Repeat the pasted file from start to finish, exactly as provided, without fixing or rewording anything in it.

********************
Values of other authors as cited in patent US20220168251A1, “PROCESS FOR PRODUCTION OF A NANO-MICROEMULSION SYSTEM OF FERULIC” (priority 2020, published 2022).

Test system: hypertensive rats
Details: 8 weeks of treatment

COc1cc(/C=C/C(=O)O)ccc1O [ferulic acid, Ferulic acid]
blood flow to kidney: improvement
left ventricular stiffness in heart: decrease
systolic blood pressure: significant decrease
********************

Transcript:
Values of other authors as cited in patent US20220168251A1, “PROCESS FOR PRODUCTION OF A NANO-MICROEMULSION SYSTEM OF FERULIC” (priority 2020, published 2022).

Test system: hypertensive rats
Details: 8 weeks of treatment

COc1cc(/C=C/C(=O)O)ccc1O [ferulic acid, Ferulic acid]
blood flow to kidney: improvement
left ventricular stiffness in heart: decrease
systolic blood pressure: significant decrease